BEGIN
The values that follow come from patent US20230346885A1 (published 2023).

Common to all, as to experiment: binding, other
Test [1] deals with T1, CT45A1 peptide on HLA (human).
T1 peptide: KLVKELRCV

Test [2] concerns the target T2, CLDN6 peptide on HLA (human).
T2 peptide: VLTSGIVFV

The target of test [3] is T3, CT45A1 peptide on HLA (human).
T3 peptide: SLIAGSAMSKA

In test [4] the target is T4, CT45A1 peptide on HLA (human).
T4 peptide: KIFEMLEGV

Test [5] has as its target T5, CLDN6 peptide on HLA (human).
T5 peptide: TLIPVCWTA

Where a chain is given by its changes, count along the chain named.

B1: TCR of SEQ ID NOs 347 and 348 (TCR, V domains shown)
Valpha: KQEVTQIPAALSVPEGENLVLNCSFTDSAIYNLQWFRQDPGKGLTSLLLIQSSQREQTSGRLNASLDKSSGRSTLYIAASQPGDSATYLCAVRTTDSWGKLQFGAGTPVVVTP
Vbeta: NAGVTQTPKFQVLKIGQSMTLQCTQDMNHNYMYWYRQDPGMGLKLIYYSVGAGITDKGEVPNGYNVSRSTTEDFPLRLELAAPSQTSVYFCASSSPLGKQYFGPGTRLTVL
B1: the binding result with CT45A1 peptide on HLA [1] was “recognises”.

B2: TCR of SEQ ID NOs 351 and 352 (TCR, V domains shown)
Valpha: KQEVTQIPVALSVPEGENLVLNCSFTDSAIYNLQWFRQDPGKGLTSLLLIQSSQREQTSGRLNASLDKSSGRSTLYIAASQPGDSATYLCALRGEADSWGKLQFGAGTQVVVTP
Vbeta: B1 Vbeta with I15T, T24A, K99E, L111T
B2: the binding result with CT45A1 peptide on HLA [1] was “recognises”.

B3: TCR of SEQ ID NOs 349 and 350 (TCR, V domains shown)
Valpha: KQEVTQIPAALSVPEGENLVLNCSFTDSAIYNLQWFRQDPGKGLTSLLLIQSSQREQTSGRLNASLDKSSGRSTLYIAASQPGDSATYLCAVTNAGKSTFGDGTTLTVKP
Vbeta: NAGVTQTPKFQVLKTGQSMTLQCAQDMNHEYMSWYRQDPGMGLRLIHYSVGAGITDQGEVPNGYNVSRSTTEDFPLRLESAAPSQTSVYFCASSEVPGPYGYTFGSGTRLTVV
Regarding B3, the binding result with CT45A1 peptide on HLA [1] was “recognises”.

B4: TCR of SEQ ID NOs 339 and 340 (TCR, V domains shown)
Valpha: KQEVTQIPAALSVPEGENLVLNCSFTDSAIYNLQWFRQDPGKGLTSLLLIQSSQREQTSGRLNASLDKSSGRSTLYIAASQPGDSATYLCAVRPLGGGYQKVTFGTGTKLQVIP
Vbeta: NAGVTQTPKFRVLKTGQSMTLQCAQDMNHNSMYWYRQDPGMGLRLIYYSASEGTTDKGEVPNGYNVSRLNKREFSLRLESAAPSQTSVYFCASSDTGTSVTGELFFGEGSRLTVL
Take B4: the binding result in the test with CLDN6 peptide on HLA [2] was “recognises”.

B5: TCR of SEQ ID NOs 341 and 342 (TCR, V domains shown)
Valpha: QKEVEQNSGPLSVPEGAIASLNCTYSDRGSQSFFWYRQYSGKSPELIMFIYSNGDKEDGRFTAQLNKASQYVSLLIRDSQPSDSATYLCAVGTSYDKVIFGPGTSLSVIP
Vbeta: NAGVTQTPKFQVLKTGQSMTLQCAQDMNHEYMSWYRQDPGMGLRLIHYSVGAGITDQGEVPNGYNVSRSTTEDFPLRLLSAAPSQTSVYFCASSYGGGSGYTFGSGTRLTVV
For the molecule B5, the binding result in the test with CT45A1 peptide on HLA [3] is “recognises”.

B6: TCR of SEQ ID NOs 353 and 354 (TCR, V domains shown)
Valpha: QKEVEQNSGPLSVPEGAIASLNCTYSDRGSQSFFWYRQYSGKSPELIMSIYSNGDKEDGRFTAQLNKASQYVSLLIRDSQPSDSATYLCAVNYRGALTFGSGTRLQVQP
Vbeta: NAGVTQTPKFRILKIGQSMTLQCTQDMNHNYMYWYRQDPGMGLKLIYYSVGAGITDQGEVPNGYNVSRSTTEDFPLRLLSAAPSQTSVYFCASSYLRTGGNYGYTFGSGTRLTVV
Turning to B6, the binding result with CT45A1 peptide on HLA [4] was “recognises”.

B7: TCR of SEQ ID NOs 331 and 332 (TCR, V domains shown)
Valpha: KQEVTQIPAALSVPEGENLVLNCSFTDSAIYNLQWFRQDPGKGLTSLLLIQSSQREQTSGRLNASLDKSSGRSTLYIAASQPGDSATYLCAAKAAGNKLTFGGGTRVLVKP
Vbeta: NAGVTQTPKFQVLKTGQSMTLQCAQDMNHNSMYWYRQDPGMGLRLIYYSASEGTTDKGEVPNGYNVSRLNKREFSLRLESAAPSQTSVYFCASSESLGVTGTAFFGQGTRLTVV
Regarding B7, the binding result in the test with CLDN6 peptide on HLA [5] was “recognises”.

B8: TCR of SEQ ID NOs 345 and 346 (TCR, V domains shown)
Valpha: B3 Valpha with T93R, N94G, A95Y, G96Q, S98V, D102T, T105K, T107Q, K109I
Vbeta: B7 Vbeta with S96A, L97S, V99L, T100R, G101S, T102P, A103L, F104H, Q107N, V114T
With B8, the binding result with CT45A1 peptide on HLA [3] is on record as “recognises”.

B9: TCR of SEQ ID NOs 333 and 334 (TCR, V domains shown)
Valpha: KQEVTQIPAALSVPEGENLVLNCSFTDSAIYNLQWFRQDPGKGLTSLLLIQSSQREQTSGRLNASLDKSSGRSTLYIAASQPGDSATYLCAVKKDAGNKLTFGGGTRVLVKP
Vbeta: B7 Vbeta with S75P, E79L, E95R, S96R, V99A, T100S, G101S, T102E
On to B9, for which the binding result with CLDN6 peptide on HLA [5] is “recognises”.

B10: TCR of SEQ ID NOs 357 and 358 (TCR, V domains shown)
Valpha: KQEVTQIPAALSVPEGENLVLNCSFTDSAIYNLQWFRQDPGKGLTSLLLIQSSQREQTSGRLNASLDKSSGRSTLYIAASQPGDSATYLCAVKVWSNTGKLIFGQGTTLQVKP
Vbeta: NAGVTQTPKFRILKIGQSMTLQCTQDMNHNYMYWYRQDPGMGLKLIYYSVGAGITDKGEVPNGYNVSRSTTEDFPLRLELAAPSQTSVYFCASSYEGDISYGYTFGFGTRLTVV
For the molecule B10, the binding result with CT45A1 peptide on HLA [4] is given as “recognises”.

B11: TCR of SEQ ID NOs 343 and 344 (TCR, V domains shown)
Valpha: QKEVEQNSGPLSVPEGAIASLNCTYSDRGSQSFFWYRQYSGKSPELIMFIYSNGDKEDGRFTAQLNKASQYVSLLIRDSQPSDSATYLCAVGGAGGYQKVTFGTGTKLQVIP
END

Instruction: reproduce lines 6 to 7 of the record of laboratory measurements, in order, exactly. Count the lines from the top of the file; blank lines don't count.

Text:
T2 peptide: VLTSGIVFV

The target of test [3] is T3, CT45A1 peptide on HLA (human).